Eu - Supremacy: Structure

11 Questions | Total Attempts: 71

SettingsSettingsSettings
Please wait...
Structure Quizzes & Trivia

Hopefully a useful punt at Supremacy - sorry for any inconsistencies since it is the night/morning before the exam!


Related Topics
Questions and Answers
  • 1. 
    There are two stances to supremacy, the CJEU stance, which is...
    • A. 

      That EU law has absolute internal supremacy over ALL national law and derives directly from the Treaties signed by ALL member states.

    • B. 

      Authority flows from the member state; however it is still supreme, however the member state are entitled to ignore inconsistencies from the EU with their constitutional laws.

    • C. 

      The member states have ultimate authority to use or ignore the EU laws as they please.

  • 2. 
    This CJEU case confirms the EU approach - that EU law prevails...
    • A. 

      Bruner

    • B. 

      Costa v ENEL

    • C. 

      Gauweiler

  • 3. 
    And the National Constitutional Court Stance is...
    • A. 

      The member states have ultimate authority to use or ignore the EU laws as they please.

    • B. 

      Constitutional law has supremacy over EU law, as the EU law is only enacted because of the National constitution. As far as the NCC are concerned, in a conflict the National Constitutional Law will be favoured over EU law.

    • C. 

      That EU law has absolute internal supremacy over ALL national law and derives directly from the Treaties signed by ALL member states.

  • 4. 
    There are three national approaches we need to be able to discuss; Poland, Germany and the UK so we'll quiz you on all three in turn! POLAND Poland, like the other states, adopt the view that EU law is dependant on the national constitution opting membership with the EU. What's the name of the Journal Article that confirms Poland's unfriendly tone - but in practice they apply the law consistently with EU law?
    • A. 

      Krasnicka

    • B. 

      Sadurski

    • C. 

      Thoburn

    • D. 

      Handelsgesellschaft

  • 5. 
    GERMANY Again, Germany took a destructive approach, suggesting that sovereignty lies with the German Constitution, however they do give supremacy to ordinary German law. This case focuses on the unfriendly approach, even to the extent of declaring their right to subject EU law to an ultra-vires review if their legal protection cannot be secured at EU level.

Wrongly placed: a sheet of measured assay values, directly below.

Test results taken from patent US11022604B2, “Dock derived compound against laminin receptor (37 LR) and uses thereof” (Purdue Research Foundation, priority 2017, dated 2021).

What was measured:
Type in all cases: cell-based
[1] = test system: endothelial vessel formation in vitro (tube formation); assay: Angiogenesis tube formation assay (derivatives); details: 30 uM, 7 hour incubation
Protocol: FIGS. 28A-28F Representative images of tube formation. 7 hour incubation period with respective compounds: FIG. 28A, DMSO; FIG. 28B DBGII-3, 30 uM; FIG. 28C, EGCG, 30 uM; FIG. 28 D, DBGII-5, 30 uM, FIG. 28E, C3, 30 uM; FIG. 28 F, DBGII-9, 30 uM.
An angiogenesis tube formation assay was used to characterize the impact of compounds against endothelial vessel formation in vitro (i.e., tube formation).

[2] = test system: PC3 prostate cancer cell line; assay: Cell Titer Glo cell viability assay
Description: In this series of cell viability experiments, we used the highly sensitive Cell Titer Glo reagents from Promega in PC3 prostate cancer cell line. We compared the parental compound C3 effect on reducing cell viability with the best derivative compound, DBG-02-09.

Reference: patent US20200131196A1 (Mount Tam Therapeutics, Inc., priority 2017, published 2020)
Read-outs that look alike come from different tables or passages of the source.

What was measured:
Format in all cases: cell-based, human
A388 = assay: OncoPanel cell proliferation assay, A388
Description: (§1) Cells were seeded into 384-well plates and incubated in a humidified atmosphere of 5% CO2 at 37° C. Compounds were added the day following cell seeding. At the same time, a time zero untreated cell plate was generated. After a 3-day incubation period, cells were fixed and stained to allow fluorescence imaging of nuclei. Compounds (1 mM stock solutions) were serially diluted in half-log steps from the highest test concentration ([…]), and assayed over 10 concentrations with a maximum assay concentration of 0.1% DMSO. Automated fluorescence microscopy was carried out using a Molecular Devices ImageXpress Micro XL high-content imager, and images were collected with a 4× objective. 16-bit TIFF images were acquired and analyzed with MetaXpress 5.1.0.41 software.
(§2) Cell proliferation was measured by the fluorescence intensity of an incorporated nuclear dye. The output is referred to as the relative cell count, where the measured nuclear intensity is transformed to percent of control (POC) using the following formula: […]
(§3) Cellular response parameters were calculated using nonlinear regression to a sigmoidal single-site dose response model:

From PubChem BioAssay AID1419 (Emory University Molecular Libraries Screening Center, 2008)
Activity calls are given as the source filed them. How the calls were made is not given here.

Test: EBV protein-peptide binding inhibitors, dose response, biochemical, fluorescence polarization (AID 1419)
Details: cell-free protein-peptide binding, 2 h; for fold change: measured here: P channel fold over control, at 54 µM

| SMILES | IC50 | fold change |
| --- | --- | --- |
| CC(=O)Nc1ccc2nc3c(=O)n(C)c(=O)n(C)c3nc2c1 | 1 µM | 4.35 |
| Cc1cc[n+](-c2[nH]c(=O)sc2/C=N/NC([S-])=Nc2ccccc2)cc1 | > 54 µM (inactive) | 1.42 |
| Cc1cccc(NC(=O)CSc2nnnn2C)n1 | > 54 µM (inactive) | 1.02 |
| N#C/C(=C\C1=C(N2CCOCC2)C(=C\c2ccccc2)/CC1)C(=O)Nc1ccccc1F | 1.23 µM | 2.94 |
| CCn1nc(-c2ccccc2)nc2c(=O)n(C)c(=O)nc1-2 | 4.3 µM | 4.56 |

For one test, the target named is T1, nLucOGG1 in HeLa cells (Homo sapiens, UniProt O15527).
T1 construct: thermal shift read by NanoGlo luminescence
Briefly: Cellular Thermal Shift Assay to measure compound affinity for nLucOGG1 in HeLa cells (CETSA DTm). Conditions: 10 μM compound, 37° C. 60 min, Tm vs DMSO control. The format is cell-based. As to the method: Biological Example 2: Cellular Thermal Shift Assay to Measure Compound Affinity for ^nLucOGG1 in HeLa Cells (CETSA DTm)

• A. 

      Brasserie

    • B. 

      Sadurski

    • C. 

      Gauweiler

    • D. 

      Bruner

  • 6. 
    GERMANY This case emphasised that, although they would have no option but to apply consitutional law over EU law, there is very little scope for conflict since the Treaty of Lisbon.
    • A. 

      Gauweiler

    • B. 

      Bruner

    • C. 

      Sadurski

    • D. 

      Macarthys

  • 7. 
    Here's a good point to focus on the Treaty of Lisbon... ARTICLE 4(2) does what...
    • A. 

      Makes the EU respect Member State consitutions when law-making

    • B. 

      Makes Member State respect and comply with EU laws

    • C. 

      Gives EUCFR legal status

  • 8. 
    TOL ARTICLE 6(1) does what...
    • A. 

      Makes the EU respect Member State consitutions when law-making

    • B. 

      Makes Member State respect and comply with EU laws

    • C. 

      Gives EUCFR legal status

  • 9. 
    TOL ARTICLE 6(2) does what...
    • A. 

      Makes the EU respect Member State consitutions when law-making

    • B. 

      EU to sign up to the European Convention on Human Rights

    • C. 

      Gives EUCFR legal status

  • 10. 
    TOL ARTICLE 6(3) does what...
    • A. 

      MS right to leave the EU

    • B. 

      Fundamental rights in the national consitutions to form part of the EU's general principles

    • C. 

      Member state to respect EU laws

  • 11. 
    • A. 

      Macarthy's v Smith

    • B. 

      Thoburn

    • C. 

      Factortame